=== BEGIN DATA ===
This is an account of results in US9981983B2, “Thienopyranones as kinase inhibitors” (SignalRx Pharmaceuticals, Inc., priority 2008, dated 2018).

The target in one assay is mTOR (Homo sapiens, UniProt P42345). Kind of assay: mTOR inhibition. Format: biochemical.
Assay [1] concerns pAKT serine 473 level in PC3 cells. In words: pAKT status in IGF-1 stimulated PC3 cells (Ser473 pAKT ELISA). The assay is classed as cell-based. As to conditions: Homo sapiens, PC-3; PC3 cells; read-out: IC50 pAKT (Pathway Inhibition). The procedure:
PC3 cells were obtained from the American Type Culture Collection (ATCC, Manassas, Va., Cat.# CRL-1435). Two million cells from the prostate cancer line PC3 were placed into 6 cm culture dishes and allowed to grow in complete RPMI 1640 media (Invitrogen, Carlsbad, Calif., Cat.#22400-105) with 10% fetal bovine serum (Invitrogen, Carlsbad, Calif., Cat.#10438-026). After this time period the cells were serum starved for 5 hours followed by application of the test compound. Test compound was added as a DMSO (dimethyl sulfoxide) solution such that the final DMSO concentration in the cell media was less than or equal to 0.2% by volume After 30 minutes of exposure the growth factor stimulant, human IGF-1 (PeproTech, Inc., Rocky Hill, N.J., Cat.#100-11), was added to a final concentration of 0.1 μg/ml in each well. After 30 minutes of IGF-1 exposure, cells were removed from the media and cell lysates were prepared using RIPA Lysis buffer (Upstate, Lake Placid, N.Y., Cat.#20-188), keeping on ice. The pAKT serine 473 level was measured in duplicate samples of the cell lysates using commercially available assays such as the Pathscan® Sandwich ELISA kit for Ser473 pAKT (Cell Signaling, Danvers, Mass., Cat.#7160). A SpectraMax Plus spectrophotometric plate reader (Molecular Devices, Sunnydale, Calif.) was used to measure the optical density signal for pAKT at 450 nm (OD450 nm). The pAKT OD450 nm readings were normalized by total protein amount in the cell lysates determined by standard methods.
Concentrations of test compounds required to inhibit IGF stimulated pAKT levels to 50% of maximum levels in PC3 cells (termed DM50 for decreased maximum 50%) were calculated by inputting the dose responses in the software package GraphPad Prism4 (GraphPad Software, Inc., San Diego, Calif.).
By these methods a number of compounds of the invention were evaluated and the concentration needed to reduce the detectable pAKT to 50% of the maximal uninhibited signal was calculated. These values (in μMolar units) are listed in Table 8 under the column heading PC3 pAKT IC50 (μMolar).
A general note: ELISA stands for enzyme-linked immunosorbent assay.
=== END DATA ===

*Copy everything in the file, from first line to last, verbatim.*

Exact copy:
This is an account of results in US9981983B2, “Thienopyranones as kinase inhibitors” (SignalRx Pharmaceuticals, Inc., priority 2008, dated 2018).

The target in one assay is mTOR (Homo sapiens, UniProt P42345). Kind of assay: mTOR inhibition. Format: biochemical.
Assay [1] concerns pAKT serine 473 level in PC3 cells. In words: pAKT status in IGF-1 stimulated PC3 cells (Ser473 pAKT ELISA). The assay is classed as cell-based. As to conditions: Homo sapiens, PC-3; PC3 cells; read-out: IC50 pAKT (Pathway Inhibition). The procedure:
PC3 cells were obtained from the American Type Culture Collection (ATCC, Manassas, Va., Cat.# CRL-1435). Two million cells from the prostate cancer line PC3 were placed into 6 cm culture dishes and allowed to grow in complete RPMI 1640 media (Invitrogen, Carlsbad, Calif., Cat.#22400-105) with 10% fetal bovine serum (Invitrogen, Carlsbad, Calif., Cat.#10438-026). After this time period the cells were serum starved for 5 hours followed by application of the test compound. Test compound was added as a DMSO (dimethyl sulfoxide) solution such that the final DMSO concentration in the cell media was less than or equal to 0.2% by volume After 30 minutes of exposure the growth factor stimulant, human IGF-1 (PeproTech, Inc., Rocky Hill, N.J., Cat.#100-11), was added to a final concentration of 0.1 μg/ml in each well. After 30 minutes of IGF-1 exposure, cells were removed from the media and cell lysates were prepared using RIPA Lysis buffer (Upstate, Lake Placid, N.Y., Cat.#20-188), keeping on ice. The pAKT serine 473 level was measured in duplicate samples of the cell lysates using commercially available assays such as the Pathscan® Sandwich ELISA kit for Ser473 pAKT (Cell Signaling, Danvers, Mass., Cat.#7160). A SpectraMax Plus spectrophotometric plate reader (Molecular Devices, Sunnydale, Calif.) was used to measure the optical density signal for pAKT at 450 nm (OD450 nm). The pAKT OD450 nm readings were normalized by total protein amount in the cell lysates determined by standard methods.
Concentrations of test compounds required to inhibit IGF stimulated pAKT levels to 50% of maximum levels in PC3 cells (termed DM50 for decreased maximum 50%) were calculated by inputting the dose responses in the software package GraphPad Prism4 (GraphPad Software, Inc., San Diego, Calif.).
By these methods a number of compounds of the invention were evaluated and the concentration needed to reduce the detectable pAKT to 50% of the maximal uninhibited signal was calculated. These values (in μMolar units) are listed in Table 8 under the column heading PC3 pAKT IC50 (μMolar).
A general note: ELISA stands for enzyme-linked immunosorbent assay.